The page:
The Constrained Maximal Expression Level Owing to Haploidy Shapes Gene Content on the Mammalian X Chromosome
Web of Science
AuthorHurst, LD; Ghanbarian, AT; Forrest, ARR; Huminiecki, L
Source TitlePLoS Biology
PublisherPUBLIC LIBRARY SCIENCE
AffiliationAnatomy and Neuroscience
Document TypeJournal Article
CitationsHurst, L. D., Ghanbarian, A. T., Forrest, A. R. R. & Huminiecki, L. (2015). The Constrained Maximal Expression Level Owing to Haploidy Shapes Gene Content on the Mammalian X Chromosome. PLOS BIOLOGY, 13 (12), https://doi.org/10.1371/journal.pbio.1002315.
Access StatusOpen Access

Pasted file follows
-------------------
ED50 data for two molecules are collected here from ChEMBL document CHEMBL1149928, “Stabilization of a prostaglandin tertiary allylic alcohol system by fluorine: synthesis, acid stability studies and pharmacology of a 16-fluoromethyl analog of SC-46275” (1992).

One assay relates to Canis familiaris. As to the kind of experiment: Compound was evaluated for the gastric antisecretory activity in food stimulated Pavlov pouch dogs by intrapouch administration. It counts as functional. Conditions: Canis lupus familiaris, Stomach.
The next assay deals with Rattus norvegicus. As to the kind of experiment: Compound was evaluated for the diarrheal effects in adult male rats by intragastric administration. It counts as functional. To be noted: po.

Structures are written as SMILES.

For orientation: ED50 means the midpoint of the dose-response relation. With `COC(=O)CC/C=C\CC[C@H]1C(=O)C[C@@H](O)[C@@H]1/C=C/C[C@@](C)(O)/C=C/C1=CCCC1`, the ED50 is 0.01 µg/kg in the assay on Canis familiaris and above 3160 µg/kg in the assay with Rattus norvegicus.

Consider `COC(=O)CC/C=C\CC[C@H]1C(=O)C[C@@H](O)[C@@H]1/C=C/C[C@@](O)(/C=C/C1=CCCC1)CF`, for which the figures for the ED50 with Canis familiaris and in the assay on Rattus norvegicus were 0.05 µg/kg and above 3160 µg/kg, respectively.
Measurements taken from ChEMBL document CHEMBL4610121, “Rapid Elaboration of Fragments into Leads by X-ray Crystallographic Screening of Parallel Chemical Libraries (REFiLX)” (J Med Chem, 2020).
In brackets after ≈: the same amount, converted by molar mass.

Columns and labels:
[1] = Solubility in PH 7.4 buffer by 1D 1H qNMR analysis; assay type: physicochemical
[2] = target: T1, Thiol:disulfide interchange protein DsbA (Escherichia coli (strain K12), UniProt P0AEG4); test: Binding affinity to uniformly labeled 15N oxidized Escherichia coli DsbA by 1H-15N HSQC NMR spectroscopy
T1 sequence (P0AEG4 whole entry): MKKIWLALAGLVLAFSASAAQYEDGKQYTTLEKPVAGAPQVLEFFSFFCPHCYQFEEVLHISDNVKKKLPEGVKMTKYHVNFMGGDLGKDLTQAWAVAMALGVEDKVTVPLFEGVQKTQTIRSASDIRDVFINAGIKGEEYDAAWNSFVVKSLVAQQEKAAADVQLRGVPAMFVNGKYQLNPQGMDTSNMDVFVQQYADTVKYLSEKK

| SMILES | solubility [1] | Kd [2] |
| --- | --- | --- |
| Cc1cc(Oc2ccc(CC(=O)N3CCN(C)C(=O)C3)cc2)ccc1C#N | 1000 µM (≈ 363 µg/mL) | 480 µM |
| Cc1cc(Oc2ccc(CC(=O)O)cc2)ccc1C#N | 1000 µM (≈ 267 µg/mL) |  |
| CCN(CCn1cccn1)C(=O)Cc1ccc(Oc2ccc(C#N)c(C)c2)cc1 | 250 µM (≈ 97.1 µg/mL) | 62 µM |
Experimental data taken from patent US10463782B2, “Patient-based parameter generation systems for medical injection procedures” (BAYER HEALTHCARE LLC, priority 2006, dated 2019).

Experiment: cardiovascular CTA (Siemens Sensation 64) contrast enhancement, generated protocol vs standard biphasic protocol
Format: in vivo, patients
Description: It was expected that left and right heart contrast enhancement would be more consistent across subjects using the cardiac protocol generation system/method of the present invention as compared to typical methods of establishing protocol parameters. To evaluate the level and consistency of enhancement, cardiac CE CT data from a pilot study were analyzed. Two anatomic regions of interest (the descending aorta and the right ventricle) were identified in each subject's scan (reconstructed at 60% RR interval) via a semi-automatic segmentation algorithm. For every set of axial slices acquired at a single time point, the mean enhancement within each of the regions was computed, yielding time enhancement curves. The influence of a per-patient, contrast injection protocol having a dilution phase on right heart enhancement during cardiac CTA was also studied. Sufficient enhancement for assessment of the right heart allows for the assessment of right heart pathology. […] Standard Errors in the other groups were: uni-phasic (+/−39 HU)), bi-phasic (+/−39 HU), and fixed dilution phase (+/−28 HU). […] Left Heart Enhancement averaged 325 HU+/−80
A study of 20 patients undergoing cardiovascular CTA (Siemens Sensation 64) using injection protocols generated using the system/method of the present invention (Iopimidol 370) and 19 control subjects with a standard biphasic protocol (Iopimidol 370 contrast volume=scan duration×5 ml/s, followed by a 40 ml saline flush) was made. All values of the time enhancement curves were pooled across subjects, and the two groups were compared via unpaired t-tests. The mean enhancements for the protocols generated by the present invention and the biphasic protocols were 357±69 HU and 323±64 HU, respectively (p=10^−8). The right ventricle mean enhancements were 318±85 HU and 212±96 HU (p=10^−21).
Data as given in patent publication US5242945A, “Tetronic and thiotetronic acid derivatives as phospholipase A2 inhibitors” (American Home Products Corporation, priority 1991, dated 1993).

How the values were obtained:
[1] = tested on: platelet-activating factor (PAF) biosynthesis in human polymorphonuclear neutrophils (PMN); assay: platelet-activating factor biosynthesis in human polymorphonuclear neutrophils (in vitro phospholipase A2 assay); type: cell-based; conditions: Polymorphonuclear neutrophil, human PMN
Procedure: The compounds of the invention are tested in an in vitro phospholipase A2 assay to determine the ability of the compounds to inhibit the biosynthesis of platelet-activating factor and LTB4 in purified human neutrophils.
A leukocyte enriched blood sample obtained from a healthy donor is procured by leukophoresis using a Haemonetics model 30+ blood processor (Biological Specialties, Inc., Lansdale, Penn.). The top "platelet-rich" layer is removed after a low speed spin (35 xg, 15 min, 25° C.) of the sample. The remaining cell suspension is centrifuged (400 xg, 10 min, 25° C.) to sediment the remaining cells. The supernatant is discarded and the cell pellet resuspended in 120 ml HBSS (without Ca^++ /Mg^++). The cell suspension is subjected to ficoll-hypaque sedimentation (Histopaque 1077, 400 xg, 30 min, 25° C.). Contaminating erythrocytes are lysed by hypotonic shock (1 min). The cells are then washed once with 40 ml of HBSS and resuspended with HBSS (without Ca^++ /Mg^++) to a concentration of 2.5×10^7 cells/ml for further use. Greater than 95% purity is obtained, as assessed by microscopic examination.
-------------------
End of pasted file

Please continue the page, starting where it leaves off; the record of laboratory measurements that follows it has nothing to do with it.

X chromosomes are unusual in many regards, not least of which is their nonrandom gene content. The causes of this bias are commonly discussed in the context of sexual antagonism and the avoidance of activity in the male germline. Here, we examine the notion that, at least in some taxa, functionally biased gene content may more profoundly be shaped by limits imposed on gene expression owing to haploid expression of the X chromosome. Notably, if the X, as in primates, is transcribed at rates comparable to the ancestral rate (per promoter) prior to the X chromosome formation, then the X is not a tolerable environment for genes with very high maximal net levels of expression, owing to transcriptional traffic jams. We test this hypothesis using The Encyclopedia of DNA Elements (ENCODE) and data from the Functional Annotation of the Mammalian Genome (FANTOM5) project. As predicted, the maximal expression of human X-linked genes is much lower than that of genes on autosomes: on average, maximal expression is three times lower on the X chromosome than on autosomes. Similarly, autosome-to-X retroposition events are associated with lower maximal expression of retrogenes on the X than seen for X-to-autosome retrogenes on autosomes. Also as expected, X-linked genes have a lesser degree of increase in gene expression than autosomal ones (compared to the human/Chimpanzee common ancestor) if highly expressed, but not if lowly expressed. The traffic jam model also explains the known lower breadth of expression for genes on the X (and the Z of birds), as genes with broad expression are, on average, those with high maximal expression. As then further predicted, highly expressed tissue-specific genes are also rare on the X and broadly expressed genes on the X tend to be lowly expressed, both indicating that the trend is shaped by the maximal expression level not the breadth of expression per se. Importantly, a limit to the maximal expression level explains biased tissue of expression profiles of X-linked genes. Tissues whose tissue-specific genes are very highly expressed (e.g., secretory tissues, tissues abundant in structural proteins) are also tissues in which gene expression is relatively rare on the X chromosome. These trends cannot be fully accounted for in terms of alternative models of biased expression. In conclusion, the notion that it is hard for genes on the Therian X to be highly expressed, owing to transcriptional traffic jams, provides a simple yet robustly supported rationale of many peculiar features of X's gene content, gene expression, and evolution.
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